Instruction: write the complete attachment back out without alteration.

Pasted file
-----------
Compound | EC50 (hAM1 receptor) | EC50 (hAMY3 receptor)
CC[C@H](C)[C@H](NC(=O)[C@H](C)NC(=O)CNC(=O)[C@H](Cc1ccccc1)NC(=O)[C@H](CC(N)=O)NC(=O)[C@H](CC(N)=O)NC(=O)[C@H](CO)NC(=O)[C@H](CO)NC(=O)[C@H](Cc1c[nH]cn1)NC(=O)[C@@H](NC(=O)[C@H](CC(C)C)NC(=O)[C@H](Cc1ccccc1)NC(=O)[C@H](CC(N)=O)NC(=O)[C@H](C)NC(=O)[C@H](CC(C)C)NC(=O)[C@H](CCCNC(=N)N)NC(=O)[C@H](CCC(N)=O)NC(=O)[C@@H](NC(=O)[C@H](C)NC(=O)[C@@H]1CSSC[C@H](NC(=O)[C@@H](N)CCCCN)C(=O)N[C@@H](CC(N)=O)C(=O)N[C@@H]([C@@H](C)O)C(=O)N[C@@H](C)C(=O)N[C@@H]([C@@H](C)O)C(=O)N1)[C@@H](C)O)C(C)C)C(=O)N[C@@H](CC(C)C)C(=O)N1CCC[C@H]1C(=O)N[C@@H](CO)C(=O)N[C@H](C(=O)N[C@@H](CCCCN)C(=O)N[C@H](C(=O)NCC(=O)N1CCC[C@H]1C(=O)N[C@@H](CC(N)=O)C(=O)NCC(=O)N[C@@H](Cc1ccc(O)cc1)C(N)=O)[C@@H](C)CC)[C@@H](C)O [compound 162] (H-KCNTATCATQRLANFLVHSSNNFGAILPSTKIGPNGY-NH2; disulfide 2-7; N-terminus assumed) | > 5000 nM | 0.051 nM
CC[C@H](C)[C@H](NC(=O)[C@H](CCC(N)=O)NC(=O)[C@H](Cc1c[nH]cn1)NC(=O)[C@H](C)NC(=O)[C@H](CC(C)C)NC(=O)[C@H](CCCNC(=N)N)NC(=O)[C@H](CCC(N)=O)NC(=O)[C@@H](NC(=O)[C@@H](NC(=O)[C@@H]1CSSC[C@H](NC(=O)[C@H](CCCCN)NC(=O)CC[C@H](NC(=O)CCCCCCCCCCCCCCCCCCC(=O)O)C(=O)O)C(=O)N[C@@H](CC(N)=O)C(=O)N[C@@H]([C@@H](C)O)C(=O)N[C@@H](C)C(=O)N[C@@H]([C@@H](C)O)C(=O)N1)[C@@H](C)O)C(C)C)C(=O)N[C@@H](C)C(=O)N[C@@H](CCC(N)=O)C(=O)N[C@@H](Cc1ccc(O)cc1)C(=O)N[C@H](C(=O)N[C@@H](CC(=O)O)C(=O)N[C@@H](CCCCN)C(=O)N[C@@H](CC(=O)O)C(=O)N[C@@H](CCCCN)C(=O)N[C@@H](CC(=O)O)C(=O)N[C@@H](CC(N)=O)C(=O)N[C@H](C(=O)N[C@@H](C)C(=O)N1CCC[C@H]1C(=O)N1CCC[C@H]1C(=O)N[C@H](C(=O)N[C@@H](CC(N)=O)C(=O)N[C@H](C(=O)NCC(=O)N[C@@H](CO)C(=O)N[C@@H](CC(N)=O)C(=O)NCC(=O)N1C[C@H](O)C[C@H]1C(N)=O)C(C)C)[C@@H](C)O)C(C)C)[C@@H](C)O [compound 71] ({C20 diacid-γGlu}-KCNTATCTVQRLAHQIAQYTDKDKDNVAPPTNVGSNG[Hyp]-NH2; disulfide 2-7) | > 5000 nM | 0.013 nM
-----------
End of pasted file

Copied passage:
Compound | EC50 (hAM1 receptor) | EC50 (hAMY3 receptor)
CC[C@H](C)[C@H](NC(=O)[C@H](C)NC(=O)CNC(=O)[C@H](Cc1ccccc1)NC(=O)[C@H](CC(N)=O)NC(=O)[C@H](CC(N)=O)NC(=O)[C@H](CO)NC(=O)[C@H](CO)NC(=O)[C@H](Cc1c[nH]cn1)NC(=O)[C@@H](NC(=O)[C@H](CC(C)C)NC(=O)[C@H](Cc1ccccc1)NC(=O)[C@H](CC(N)=O)NC(=O)[C@H](C)NC(=O)[C@H](CC(C)C)NC(=O)[C@H](CCCNC(=N)N)NC(=O)[C@H](CCC(N)=O)NC(=O)[C@@H](NC(=O)[C@H](C)NC(=O)[C@@H]1CSSC[C@H](NC(=O)[C@@H](N)CCCCN)C(=O)N[C@@H](CC(N)=O)C(=O)N[C@@H]([C@@H](C)O)C(=O)N[C@@H](C)C(=O)N[C@@H]([C@@H](C)O)C(=O)N1)[C@@H](C)O)C(C)C)C(=O)N[C@@H](CC(C)C)C(=O)N1CCC[C@H]1C(=O)N[C@@H](CO)C(=O)N[C@H](C(=O)N[C@@H](CCCCN)C(=O)N[C@H](C(=O)NCC(=O)N1CCC[C@H]1C(=O)N[C@@H](CC(N)=O)C(=O)NCC(=O)N[C@@H](Cc1ccc(O)cc1)C(N)=O)[C@@H](C)CC)[C@@H](C)O [compound 162] (H-KCNTATCATQRLANFLVHSSNNFGAILPSTKIGPNGY-NH2; disulfide 2-7; N-terminus assumed) | > 5000 nM | 0.051 nM
CC[C@H](C)[C@H](NC(=O)[C@H](CCC(N)=O)NC(=O)[C@H](Cc1c[nH]cn1)NC(=O)[C@H](C)NC(=O)[C@H](CC(C)C)NC(=O)[C@H](CCCNC(=N)N)NC(=O)[C@H](CCC(N)=O)NC(=O)[C@@H](NC(=O)[C@@H](NC(=O)[C@@H]1CSSC[C@H](NC(=O)[C@H](CCCCN)NC(=O)CC[C@H](NC(=O)CCCCCCCCCCCCCCCCCCC(=O)O)C(=O)O)C(=O)N[C@@H](CC(N)=O)C(=O)N[C@@H]([C@@H](C)O)C(=O)N[C@@H](C)C(=O)N[C@@H]([C@@H](C)O)C(=O)N1)[C@@H](C)O)C(C)C)C(=O)N[C@@H](C)C(=O)N[C@@H](CCC(N)=O)C(=O)N[C@@H](Cc1ccc(O)cc1)C(=O)N[C@H](C(=O)N[C@@H](CC(=O)O)C(=O)N[C@@H](CCCCN)C(=O)N[C@@H](CC(=O)O)C(=O)N[C@@H](CCCCN)C(=O)N[C@@H](CC(=O)O)C(=O)N[C@@H](CC(N)=O)C(=O)N[C@H](C(=O)N[C@@H](C)C(=O)N1CCC[C@H]1C(=O)N1CCC[C@H]1C(=O)N[C@H](C(=O)N[C@@H](CC(N)=O)C(=O)N[C@H](C(=O)NCC(=O)N[C@@H](CO)C(=O)N[C@@H](CC(N)=O)C(=O)NCC(=O)N1C[C@H](O)C[C@H]1C(N)=O)C(C)C)[C@@H](C)O)C(C)C)[C@@H](C)O [compound 71] ({C20 diacid-γGlu}-KCNTATCTVQRLAHQIAQYTDKDKDNVAPPTNVGSNG[Hyp]-NH2; disulfide 2-7) | > 5000 nM | 0.013 nM